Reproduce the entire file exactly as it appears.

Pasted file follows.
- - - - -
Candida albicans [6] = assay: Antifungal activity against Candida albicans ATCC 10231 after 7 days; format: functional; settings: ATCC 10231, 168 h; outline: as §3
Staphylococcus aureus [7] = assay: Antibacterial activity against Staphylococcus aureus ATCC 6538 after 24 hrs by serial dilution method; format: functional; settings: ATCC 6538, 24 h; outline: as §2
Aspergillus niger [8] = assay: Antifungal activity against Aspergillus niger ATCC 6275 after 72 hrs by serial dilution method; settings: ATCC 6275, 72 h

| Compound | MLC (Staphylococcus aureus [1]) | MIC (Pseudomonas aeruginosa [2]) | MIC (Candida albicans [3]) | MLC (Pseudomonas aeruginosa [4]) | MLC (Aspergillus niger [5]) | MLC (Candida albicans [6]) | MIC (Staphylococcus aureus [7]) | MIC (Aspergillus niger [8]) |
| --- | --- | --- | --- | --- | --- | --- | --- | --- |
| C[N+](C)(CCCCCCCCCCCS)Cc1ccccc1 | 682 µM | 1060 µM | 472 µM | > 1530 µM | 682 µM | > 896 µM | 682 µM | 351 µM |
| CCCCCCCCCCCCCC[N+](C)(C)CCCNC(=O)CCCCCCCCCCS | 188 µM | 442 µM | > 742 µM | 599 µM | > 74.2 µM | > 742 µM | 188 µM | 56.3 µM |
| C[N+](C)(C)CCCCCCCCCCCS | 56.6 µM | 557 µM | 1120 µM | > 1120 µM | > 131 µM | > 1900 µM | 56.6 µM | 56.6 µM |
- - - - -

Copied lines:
Candida albicans [6] = assay: Antifungal activity against Candida albicans ATCC 10231 after 7 days; format: functional; settings: ATCC 10231, 168 h; outline: as §3
Staphylococcus aureus [7] = assay: Antibacterial activity against Staphylococcus aureus ATCC 6538 after 24 hrs by serial dilution method; format: functional; settings: ATCC 6538, 24 h; outline: as §2
Aspergillus niger [8] = assay: Antifungal activity against Aspergillus niger ATCC 6275 after 72 hrs by serial dilution method; settings: ATCC 6275, 72 h

| Compound | MLC (Staphylococcus aureus [1]) | MIC (Pseudomonas aeruginosa [2]) | MIC (Candida albicans [3]) | MLC (Pseudomonas aeruginosa [4]) | MLC (Aspergillus niger [5]) | MLC (Candida albicans [6]) | MIC (Staphylococcus aureus [7]) | MIC (Aspergillus niger [8]) |
| --- | --- | --- | --- | --- | --- | --- | --- | --- |
| C[N+](C)(CCCCCCCCCCCS)Cc1ccccc1 | 682 µM | 1060 µM | 472 µM | > 1530 µM | 682 µM | > 896 µM | 682 µM | 351 µM |
| CCCCCCCCCCCCCC[N+](C)(C)CCCNC(=O)CCCCCCCCCCS | 188 µM | 442 µM | > 742 µM | 599 µM | > 74.2 µM | > 742 µM | 188 µM | 56.3 µM |
| C[N+](C)(C)CCCCCCCCCCCS | 56.6 µM | 557 µM | 1120 µM | > 1120 µM | > 131 µM | > 1900 µM | 56.6 µM | 56.6 µM |